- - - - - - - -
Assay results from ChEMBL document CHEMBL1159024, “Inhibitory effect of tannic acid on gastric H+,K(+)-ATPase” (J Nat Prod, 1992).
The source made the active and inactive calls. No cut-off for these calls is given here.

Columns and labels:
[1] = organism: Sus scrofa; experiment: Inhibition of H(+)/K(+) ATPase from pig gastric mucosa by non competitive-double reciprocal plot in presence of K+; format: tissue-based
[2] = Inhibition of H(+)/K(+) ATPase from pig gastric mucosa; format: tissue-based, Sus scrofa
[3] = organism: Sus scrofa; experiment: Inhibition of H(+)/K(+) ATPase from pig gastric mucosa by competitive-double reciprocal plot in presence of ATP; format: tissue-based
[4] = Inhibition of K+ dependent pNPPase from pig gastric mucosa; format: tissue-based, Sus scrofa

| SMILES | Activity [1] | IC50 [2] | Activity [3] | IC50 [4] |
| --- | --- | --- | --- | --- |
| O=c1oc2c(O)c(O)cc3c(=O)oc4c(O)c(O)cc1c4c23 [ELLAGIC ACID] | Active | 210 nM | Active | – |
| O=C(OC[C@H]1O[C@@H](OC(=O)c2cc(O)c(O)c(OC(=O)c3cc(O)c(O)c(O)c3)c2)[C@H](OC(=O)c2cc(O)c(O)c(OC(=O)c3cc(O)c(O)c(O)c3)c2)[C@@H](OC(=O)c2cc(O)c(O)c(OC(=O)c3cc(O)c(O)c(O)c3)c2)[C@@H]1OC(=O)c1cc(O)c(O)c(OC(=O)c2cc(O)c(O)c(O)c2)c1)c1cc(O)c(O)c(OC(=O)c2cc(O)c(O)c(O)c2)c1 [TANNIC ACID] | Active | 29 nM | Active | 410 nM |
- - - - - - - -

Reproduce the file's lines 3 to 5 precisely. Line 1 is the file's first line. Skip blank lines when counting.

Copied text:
Columns and labels:
[1] = organism: Sus scrofa; experiment: Inhibition of H(+)/K(+) ATPase from pig gastric mucosa by non competitive-double reciprocal plot in presence of K+; format: tissue-based
[2] = Inhibition of H(+)/K(+) ATPase from pig gastric mucosa; format: tissue-based, Sus scrofa